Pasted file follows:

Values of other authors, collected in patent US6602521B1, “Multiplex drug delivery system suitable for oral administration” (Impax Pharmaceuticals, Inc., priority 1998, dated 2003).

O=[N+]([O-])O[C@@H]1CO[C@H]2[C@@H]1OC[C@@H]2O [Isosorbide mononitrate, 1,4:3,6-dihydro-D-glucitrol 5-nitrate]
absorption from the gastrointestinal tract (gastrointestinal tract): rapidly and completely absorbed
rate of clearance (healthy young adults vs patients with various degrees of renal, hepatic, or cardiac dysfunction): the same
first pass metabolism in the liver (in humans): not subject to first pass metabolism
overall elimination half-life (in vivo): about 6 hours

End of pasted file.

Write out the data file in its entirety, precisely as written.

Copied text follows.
Values of other authors, collected in patent US6602521B1, “Multiplex drug delivery system suitable for oral administration” (Impax Pharmaceuticals, Inc., priority 1998, dated 2003).

O=[N+]([O-])O[C@@H]1CO[C@H]2[C@@H]1OC[C@@H]2O [Isosorbide mononitrate, 1,4:3,6-dihydro-D-glucitrol 5-nitrate]
absorption from the gastrointestinal tract (gastrointestinal tract): rapidly and completely absorbed
rate of clearance (healthy young adults vs patients with various degrees of renal, hepatic, or cardiac dysfunction): the same
first pass metabolism in the liver (in humans): not subject to first pass metabolism
overall elimination half-life (in vivo): about 6 hours